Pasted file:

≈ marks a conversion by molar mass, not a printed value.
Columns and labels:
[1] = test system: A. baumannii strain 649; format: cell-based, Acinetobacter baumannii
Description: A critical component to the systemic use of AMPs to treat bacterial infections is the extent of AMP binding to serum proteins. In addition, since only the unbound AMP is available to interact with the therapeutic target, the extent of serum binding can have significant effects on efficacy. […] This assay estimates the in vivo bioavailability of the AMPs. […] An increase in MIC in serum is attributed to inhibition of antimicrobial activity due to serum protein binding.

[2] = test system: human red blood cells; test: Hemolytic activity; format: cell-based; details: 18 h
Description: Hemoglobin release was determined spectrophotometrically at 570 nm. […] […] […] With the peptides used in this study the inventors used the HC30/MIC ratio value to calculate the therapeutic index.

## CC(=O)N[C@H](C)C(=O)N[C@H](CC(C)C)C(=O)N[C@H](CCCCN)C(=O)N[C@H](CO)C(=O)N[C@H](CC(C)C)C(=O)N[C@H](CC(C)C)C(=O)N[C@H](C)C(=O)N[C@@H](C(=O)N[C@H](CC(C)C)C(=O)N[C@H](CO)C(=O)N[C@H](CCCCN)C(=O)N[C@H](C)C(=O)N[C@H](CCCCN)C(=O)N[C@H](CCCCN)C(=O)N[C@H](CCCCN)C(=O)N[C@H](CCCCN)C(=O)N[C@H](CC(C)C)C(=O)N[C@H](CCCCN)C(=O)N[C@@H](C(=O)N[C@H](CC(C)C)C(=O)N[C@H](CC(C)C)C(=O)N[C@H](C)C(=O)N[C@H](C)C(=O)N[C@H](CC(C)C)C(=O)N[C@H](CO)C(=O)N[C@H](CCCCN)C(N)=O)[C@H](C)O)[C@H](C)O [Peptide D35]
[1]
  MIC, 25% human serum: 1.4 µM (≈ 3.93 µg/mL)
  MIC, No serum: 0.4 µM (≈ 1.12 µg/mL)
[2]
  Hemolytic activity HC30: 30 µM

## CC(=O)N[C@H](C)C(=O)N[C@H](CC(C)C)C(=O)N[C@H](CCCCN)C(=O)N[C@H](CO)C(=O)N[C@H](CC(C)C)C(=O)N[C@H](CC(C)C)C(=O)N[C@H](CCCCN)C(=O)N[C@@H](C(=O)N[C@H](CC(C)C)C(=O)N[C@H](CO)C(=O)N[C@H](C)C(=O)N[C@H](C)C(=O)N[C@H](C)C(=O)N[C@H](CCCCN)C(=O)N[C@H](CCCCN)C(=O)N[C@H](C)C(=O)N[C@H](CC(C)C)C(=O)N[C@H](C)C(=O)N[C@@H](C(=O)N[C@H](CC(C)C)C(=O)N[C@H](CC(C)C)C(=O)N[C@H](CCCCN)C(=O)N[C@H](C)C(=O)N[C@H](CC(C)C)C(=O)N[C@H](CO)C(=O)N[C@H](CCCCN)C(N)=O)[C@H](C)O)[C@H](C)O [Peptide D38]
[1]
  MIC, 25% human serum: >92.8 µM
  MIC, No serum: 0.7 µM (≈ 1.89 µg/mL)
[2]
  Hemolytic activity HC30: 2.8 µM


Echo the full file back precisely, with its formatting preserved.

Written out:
≈ marks a conversion by molar mass, not a printed value.
Columns and labels:
[1] = test system: A. baumannii strain 649; format: cell-based, Acinetobacter baumannii
Description: A critical component to the systemic use of AMPs to treat bacterial infections is the extent of AMP binding to serum proteins. In addition, since only the unbound AMP is available to interact with the therapeutic target, the extent of serum binding can have significant effects on efficacy. […] This assay estimates the in vivo bioavailability of the AMPs. […] An increase in MIC in serum is attributed to inhibition of antimicrobial activity due to serum protein binding.

[2] = test system: human red blood cells; test: Hemolytic activity; format: cell-based; details: 18 h
Description: Hemoglobin release was determined spectrophotometrically at 570 nm. […] […] […] With the peptides used in this study the inventors used the HC30/MIC ratio value to calculate the therapeutic index.

## CC(=O)N[C@H](C)C(=O)N[C@H](CC(C)C)C(=O)N[C@H](CCCCN)C(=O)N[C@H](CO)C(=O)N[C@H](CC(C)C)C(=O)N[C@H](CC(C)C)C(=O)N[C@H](C)C(=O)N[C@@H](C(=O)N[C@H](CC(C)C)C(=O)N[C@H](CO)C(=O)N[C@H](CCCCN)C(=O)N[C@H](C)C(=O)N[C@H](CCCCN)C(=O)N[C@H](CCCCN)C(=O)N[C@H](CCCCN)C(=O)N[C@H](CCCCN)C(=O)N[C@H](CC(C)C)C(=O)N[C@H](CCCCN)C(=O)N[C@@H](C(=O)N[C@H](CC(C)C)C(=O)N[C@H](CC(C)C)C(=O)N[C@H](C)C(=O)N[C@H](C)C(=O)N[C@H](CC(C)C)C(=O)N[C@H](CO)C(=O)N[C@H](CCCCN)C(N)=O)[C@H](C)O)[C@H](C)O [Peptide D35]
[1]
  MIC, 25% human serum: 1.4 µM (≈ 3.93 µg/mL)
  MIC, No serum: 0.4 µM (≈ 1.12 µg/mL)
[2]
  Hemolytic activity HC30: 30 µM

## CC(=O)N[C@H](C)C(=O)N[C@H](CC(C)C)C(=O)N[C@H](CCCCN)C(=O)N[C@H](CO)C(=O)N[C@H](CC(C)C)C(=O)N[C@H](CC(C)C)C(=O)N[C@H](CCCCN)C(=O)N[C@@H](C(=O)N[C@H](CC(C)C)C(=O)N[C@H](CO)C(=O)N[C@H](C)C(=O)N[C@H](C)C(=O)N[C@H](C)C(=O)N[C@H](CCCCN)C(=O)N[C@H](CCCCN)C(=O)N[C@H](C)C(=O)N[C@H](CC(C)C)C(=O)N[C@H](C)C(=O)N[C@@H](C(=O)N[C@H](CC(C)C)C(=O)N[C@H](CC(C)C)C(=O)N[C@H](CCCCN)C(=O)N[C@H](C)C(=O)N[C@H](CC(C)C)C(=O)N[C@H](CO)C(=O)N[C@H](CCCCN)C(N)=O)[C@H](C)O)[C@H](C)O [Peptide D38]
[1]
  MIC, 25% human serum: >92.8 µM
  MIC, No serum: 0.7 µM (≈ 1.89 µg/mL)
[2]
  Hemolytic activity HC30: 2.8 µM